The race is on
The Vermont political season has begun. There is really only one real race at the top of the state ticket, for the office of Lieutenant Governor. Progressive Dean Corren, who qualified for public financing, will square off against incumbent Republican Phil Scott. Time to see if the Progs can make it to the big time.
On the local level, the contest for the two Windham County Senate seats should be interesting. Multi-term incumbent Jeanette White is seeking re-election while two-term incumbent Peter Galbraith is moving on. White deserves to be re-elected. She has served the county well and she has learned how to play to political game well enough to do what needs to be done for her constituents. White is the kind of person who has no pretense. What you see is what you get and that is, thankfully, a quality that many Vermont politicians possess.
There are two seats to fill for the Senate and there are five other candidates. Aaron Diamondstone and Jerry Levy are Liberty Union candidates. It is good to have them and their party in the race, but they will not be a deciding factor. Three Democrats will work hard to fill the seats and, although White is a long-time incumbent, she knows that because of the nature of this two-seat race that she could lose to newcomers. Voting strategy can become complex, even in this local race. Becca Balint, Roger Allbee and Joan Bowman are running as Democrats. What this means is that the primary on Aug. 26 will determine the winners in the general election. Two Democrats will win and they will become the Senators from Windham County. There will be a general election in November and the two Liberty Union candidates will be on the ballot against the two Democrats, but it is highly unlikely they will win either seat.
Balint is a political newcomer. She has served on local boards and has been writing a column in the Brattleboro Reformer. She is intelligent and engaged but I don't think she has enough experience with some of the major issues to qualify her for this election.
Roger Allbee is the former Secretary of Agriculture and is currently the CEO at Grace Cottage Hospital. The next legislative session will be spent dealing with financing for Vermont's new health care system. Allbee will be able to offer his CEO perspective and that is something that I don't think will represent enough of a broad cross section of Windham County voters. The Vermont Association of Hospitals and Health Systems spends a serious amount of money doing very effective lobbying for all of Vermont's hospitals. They are always at the table when important issues are being worked on. I don't think we need to add a hospital insider to supplement the clout for the hospital association lobbying.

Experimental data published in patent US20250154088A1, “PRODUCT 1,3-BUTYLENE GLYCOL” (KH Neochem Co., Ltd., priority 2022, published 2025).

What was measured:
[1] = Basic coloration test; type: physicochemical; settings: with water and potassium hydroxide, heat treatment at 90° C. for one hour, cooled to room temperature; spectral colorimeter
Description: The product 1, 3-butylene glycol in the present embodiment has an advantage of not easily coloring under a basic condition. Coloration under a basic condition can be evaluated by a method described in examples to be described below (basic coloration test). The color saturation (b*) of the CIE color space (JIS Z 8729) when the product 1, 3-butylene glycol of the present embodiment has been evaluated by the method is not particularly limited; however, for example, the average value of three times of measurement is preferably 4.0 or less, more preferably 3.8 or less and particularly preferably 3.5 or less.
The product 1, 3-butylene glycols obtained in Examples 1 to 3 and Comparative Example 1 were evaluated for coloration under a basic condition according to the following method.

We do need someone to advocate for the people who will have to understand and access the state's new health care system. That person is Joan Bowman, someone who, I believe, would be the best candidate to join White in Montpelier. I must disclose that I work with Bowman and have known her for a few years, so I have a bias. She has many years of experience working on political issues and she is extremely well informed when it comes to health care reform. Bowman has been one of the state Health Connect navigators who have been enrolling people in the federally mandated health exchange insurance programs. There are very few people in the state who know as much as she does about the exchanges, as well as the intricacies of our current health care system. She has been one of the shining stars of the navigator system and that is why she was chosen to be on a panel of experts at the yearly Vermont Blueprint for Health conference. Not only did she do a good job, she wowed the crowd with her intelligence, enthusiasm and energy.
I have worked with many people over the past few decades on health care reform issues and Bowman is among the most knowledgeable and hard working people of the lot. She has a tremendous amount of energy to fuel her unwavering optimism. And she knows how to deliver the goods. You can't ask for better qualities in a senator.
I am sure all of the candidates have the potential to do an excellent job. The coming election will provide a healthy forum for the exchange of ideas among a field of well qualified individuals.
Richard Davis is a registered nurse and long-time health care advocate. He writes from Guilford and welcomes comments at email@example.com.
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